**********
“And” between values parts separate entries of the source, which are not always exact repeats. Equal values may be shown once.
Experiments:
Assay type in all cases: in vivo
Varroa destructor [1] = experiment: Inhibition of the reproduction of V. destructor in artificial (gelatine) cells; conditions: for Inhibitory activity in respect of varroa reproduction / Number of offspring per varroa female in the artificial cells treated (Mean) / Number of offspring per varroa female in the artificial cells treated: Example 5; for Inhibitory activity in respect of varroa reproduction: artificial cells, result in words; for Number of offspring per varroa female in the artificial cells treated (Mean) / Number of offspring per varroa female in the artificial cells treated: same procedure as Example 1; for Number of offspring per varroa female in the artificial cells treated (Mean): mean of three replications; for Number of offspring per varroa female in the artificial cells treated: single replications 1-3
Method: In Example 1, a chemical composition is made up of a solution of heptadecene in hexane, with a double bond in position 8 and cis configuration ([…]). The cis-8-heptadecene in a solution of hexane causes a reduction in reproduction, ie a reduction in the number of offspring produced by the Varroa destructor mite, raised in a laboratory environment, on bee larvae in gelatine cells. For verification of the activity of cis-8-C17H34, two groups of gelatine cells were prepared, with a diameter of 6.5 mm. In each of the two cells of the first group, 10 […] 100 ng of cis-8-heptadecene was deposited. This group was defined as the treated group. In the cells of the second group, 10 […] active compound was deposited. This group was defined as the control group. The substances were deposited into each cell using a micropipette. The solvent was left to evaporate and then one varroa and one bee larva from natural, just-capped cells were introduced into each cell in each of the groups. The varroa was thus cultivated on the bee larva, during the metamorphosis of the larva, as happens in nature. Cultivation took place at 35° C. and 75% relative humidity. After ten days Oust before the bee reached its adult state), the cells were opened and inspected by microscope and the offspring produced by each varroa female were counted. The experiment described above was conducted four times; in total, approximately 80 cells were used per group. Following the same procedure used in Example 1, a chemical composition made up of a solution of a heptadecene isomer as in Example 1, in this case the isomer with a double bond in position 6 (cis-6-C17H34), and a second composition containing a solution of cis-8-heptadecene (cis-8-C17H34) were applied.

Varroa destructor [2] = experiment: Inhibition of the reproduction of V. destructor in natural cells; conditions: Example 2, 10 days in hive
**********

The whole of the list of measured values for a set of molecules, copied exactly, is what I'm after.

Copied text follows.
“And” between values parts separate entries of the source, which are not always exact repeats. Equal values may be shown once.
Experiments:
Assay type in all cases: in vivo
Varroa destructor [1] = experiment: Inhibition of the reproduction of V. destructor in artificial (gelatine) cells; conditions: for Inhibitory activity in respect of varroa reproduction / Number of offspring per varroa female in the artificial cells treated (Mean) / Number of offspring per varroa female in the artificial cells treated: Example 5; for Inhibitory activity in respect of varroa reproduction: artificial cells, result in words; for Number of offspring per varroa female in the artificial cells treated (Mean) / Number of offspring per varroa female in the artificial cells treated: same procedure as Example 1; for Number of offspring per varroa female in the artificial cells treated (Mean): mean of three replications; for Number of offspring per varroa female in the artificial cells treated: single replications 1-3
Method: In Example 1, a chemical composition is made up of a solution of heptadecene in hexane, with a double bond in position 8 and cis configuration ([…]). The cis-8-heptadecene in a solution of hexane causes a reduction in reproduction, ie a reduction in the number of offspring produced by the Varroa destructor mite, raised in a laboratory environment, on bee larvae in gelatine cells. For verification of the activity of cis-8-C17H34, two groups of gelatine cells were prepared, with a diameter of 6.5 mm. In each of the two cells of the first group, 10 […] 100 ng of cis-8-heptadecene was deposited. This group was defined as the treated group. In the cells of the second group, 10 […] active compound was deposited. This group was defined as the control group. The substances were deposited into each cell using a micropipette. The solvent was left to evaporate and then one varroa and one bee larva from natural, just-capped cells were introduced into each cell in each of the groups. The varroa was thus cultivated on the bee larva, during the metamorphosis of the larva, as happens in nature. Cultivation took place at 35° C. and 75% relative humidity. After ten days Oust before the bee reached its adult state), the cells were opened and inspected by microscope and the offspring produced by each varroa female were counted. The experiment described above was conducted four times; in total, approximately 80 cells were used per group. Following the same procedure used in Example 1, a chemical composition made up of a solution of a heptadecene isomer as in Example 1, in this case the isomer with a double bond in position 6 (cis-6-C17H34), and a second composition containing a solution of cis-8-heptadecene (cis-8-C17H34) were applied.

Varroa destructor [2] = experiment: Inhibition of the reproduction of V. destructor in natural cells; conditions: Example 2, 10 days in hive